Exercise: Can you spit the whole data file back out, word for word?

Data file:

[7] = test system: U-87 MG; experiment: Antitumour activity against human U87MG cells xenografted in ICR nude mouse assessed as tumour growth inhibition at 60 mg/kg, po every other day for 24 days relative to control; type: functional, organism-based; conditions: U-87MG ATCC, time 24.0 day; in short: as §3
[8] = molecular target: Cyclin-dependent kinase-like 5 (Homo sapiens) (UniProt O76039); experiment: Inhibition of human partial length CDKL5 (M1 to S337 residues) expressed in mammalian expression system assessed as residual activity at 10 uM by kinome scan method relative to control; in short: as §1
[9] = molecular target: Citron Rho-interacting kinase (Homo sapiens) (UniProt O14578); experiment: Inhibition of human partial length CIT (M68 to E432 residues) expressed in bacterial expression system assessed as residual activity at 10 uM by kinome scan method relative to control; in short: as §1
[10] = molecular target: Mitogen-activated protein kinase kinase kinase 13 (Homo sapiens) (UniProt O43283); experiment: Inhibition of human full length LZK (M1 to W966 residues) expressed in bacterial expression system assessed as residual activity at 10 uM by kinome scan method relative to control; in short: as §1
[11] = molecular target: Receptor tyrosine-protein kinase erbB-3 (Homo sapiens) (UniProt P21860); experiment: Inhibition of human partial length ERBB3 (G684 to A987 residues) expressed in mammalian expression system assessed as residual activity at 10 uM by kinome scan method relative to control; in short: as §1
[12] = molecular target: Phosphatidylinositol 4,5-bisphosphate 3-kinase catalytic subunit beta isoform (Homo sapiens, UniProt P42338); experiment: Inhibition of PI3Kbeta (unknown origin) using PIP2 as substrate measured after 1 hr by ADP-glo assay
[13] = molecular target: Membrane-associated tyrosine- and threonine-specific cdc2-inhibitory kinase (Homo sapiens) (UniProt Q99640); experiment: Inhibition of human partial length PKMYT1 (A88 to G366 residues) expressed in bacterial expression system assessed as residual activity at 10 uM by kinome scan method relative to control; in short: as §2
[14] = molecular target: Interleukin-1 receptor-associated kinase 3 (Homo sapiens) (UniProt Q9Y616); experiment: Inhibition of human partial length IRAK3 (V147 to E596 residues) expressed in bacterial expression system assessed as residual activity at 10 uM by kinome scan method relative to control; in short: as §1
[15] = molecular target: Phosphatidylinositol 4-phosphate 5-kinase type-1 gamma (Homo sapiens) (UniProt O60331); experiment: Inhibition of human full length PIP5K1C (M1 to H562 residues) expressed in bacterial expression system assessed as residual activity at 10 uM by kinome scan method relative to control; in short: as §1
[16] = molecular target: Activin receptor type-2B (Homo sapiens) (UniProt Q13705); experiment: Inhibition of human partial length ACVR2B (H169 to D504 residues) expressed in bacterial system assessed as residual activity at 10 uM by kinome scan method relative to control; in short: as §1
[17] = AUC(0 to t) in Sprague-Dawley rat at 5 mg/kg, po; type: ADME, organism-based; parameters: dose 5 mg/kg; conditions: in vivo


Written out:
[7] = test system: U-87 MG; experiment: Antitumour activity against human U87MG cells xenografted in ICR nude mouse assessed as tumour growth inhibition at 60 mg/kg, po every other day for 24 days relative to control; type: functional, organism-based; conditions: U-87MG ATCC, time 24.0 day; in short: as §3
[8] = molecular target: Cyclin-dependent kinase-like 5 (Homo sapiens) (UniProt O76039); experiment: Inhibition of human partial length CDKL5 (M1 to S337 residues) expressed in mammalian expression system assessed as residual activity at 10 uM by kinome scan method relative to control; in short: as §1
[9] = molecular target: Citron Rho-interacting kinase (Homo sapiens) (UniProt O14578); experiment: Inhibition of human partial length CIT (M68 to E432 residues) expressed in bacterial expression system assessed as residual activity at 10 uM by kinome scan method relative to control; in short: as §1
[10] = molecular target: Mitogen-activated protein kinase kinase kinase 13 (Homo sapiens) (UniProt O43283); experiment: Inhibition of human full length LZK (M1 to W966 residues) expressed in bacterial expression system assessed as residual activity at 10 uM by kinome scan method relative to control; in short: as §1
[11] = molecular target: Receptor tyrosine-protein kinase erbB-3 (Homo sapiens) (UniProt P21860); experiment: Inhibition of human partial length ERBB3 (G684 to A987 residues) expressed in mammalian expression system assessed as residual activity at 10 uM by kinome scan method relative to control; in short: as §1
[12] = molecular target: Phosphatidylinositol 4,5-bisphosphate 3-kinase catalytic subunit beta isoform (Homo sapiens, UniProt P42338); experiment: Inhibition of PI3Kbeta (unknown origin) using PIP2 as substrate measured after 1 hr by ADP-glo assay
[13] = molecular target: Membrane-associated tyrosine- and threonine-specific cdc2-inhibitory kinase (Homo sapiens) (UniProt Q99640); experiment: Inhibition of human partial length PKMYT1 (A88 to G366 residues) expressed in bacterial expression system assessed as residual activity at 10 uM by kinome scan method relative to control; in short: as §2
[14] = molecular target: Interleukin-1 receptor-associated kinase 3 (Homo sapiens) (UniProt Q9Y616); experiment: Inhibition of human partial length IRAK3 (V147 to E596 residues) expressed in bacterial expression system assessed as residual activity at 10 uM by kinome scan method relative to control; in short: as §1
[15] = molecular target: Phosphatidylinositol 4-phosphate 5-kinase type-1 gamma (Homo sapiens) (UniProt O60331); experiment: Inhibition of human full length PIP5K1C (M1 to H562 residues) expressed in bacterial expression system assessed as residual activity at 10 uM by kinome scan method relative to control; in short: as §1
[16] = molecular target: Activin receptor type-2B (Homo sapiens) (UniProt Q13705); experiment: Inhibition of human partial length ACVR2B (H169 to D504 residues) expressed in bacterial system assessed as residual activity at 10 uM by kinome scan method relative to control; in short: as §1
[17] = AUC(0 to t) in Sprague-Dawley rat at 5 mg/kg, po; type: ADME, organism-based; parameters: dose 5 mg/kg; conditions: in vivo